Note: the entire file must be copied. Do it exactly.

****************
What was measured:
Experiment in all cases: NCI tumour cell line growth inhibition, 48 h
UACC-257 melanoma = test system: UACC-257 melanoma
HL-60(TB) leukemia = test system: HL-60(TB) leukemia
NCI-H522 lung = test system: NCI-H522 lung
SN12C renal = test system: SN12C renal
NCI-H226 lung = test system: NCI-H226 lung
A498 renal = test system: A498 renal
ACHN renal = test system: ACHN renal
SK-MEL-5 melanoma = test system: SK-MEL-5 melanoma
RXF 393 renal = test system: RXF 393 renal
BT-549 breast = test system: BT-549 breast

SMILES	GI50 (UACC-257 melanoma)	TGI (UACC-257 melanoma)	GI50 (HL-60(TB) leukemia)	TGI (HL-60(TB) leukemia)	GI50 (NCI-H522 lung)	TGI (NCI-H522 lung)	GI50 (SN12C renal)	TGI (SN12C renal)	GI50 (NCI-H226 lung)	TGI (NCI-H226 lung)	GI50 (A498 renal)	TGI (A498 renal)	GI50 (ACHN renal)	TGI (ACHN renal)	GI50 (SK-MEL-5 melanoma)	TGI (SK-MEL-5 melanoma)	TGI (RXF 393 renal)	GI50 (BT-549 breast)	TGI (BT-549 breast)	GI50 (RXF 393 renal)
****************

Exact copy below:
What was measured:
Experiment in all cases: NCI tumour cell line growth inhibition, 48 h
UACC-257 melanoma = test system: UACC-257 melanoma
HL-60(TB) leukemia = test system: HL-60(TB) leukemia
NCI-H522 lung = test system: NCI-H522 lung
SN12C renal = test system: SN12C renal
NCI-H226 lung = test system: NCI-H226 lung
A498 renal = test system: A498 renal
ACHN renal = test system: ACHN renal
SK-MEL-5 melanoma = test system: SK-MEL-5 melanoma
RXF 393 renal = test system: RXF 393 renal
BT-549 breast = test system: BT-549 breast

SMILES	GI50 (UACC-257 melanoma)	TGI (UACC-257 melanoma)	GI50 (HL-60(TB) leukemia)	TGI (HL-60(TB) leukemia)	GI50 (NCI-H522 lung)	TGI (NCI-H522 lung)	GI50 (SN12C renal)	TGI (SN12C renal)	GI50 (NCI-H226 lung)	TGI (NCI-H226 lung)	GI50 (A498 renal)	TGI (A498 renal)	GI50 (ACHN renal)	TGI (ACHN renal)	GI50 (SK-MEL-5 melanoma)	TGI (SK-MEL-5 melanoma)	TGI (RXF 393 renal)	GI50 (BT-549 breast)	TGI (BT-549 breast)	GI50 (RXF 393 renal)